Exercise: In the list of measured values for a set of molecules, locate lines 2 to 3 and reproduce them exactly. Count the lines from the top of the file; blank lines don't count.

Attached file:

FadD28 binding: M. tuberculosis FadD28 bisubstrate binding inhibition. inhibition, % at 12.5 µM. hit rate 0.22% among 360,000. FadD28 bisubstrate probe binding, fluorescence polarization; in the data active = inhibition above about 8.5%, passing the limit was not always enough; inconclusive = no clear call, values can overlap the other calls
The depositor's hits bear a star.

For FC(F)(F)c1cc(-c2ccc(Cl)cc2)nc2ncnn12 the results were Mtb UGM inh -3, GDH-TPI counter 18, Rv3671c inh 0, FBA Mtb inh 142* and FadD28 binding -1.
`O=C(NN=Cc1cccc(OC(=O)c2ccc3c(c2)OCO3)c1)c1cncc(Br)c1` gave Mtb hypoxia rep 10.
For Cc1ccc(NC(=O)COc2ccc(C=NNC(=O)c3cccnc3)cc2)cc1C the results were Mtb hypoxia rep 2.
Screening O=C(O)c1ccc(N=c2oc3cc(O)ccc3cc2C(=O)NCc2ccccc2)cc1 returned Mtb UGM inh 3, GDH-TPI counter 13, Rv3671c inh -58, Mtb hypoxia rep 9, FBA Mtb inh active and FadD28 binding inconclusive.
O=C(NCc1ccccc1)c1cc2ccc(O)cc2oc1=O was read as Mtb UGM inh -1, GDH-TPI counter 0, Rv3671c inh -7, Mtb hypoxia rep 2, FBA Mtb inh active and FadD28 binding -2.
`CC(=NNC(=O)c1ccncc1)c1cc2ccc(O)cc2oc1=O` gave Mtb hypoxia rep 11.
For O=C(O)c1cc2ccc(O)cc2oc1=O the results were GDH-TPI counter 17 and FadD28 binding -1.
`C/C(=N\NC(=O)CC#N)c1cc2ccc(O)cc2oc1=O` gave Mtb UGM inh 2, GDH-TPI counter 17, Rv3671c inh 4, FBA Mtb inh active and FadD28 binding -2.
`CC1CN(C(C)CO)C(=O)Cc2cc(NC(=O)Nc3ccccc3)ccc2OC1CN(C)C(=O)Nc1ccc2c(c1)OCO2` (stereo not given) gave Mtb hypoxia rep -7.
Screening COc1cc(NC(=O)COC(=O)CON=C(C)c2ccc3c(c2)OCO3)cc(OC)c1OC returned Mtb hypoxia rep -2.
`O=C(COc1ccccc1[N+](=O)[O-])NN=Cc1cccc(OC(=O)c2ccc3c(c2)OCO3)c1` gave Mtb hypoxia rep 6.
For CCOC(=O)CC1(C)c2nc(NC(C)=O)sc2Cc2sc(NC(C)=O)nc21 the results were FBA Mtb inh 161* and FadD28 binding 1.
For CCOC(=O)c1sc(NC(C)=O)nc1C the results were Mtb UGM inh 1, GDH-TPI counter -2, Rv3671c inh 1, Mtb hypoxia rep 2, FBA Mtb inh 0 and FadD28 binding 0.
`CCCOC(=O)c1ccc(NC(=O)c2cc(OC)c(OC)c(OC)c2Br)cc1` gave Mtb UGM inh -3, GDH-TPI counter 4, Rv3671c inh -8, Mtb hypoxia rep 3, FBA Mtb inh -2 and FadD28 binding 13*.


The depositor's hits bear a star.

For FC(F)(F)c1cc(-c2ccc(Cl)cc2)nc2ncnn12 the results were Mtb UGM inh -3, GDH-TPI counter 18, Rv3671c inh 0, FBA Mtb inh 142* and FadD28 binding -1.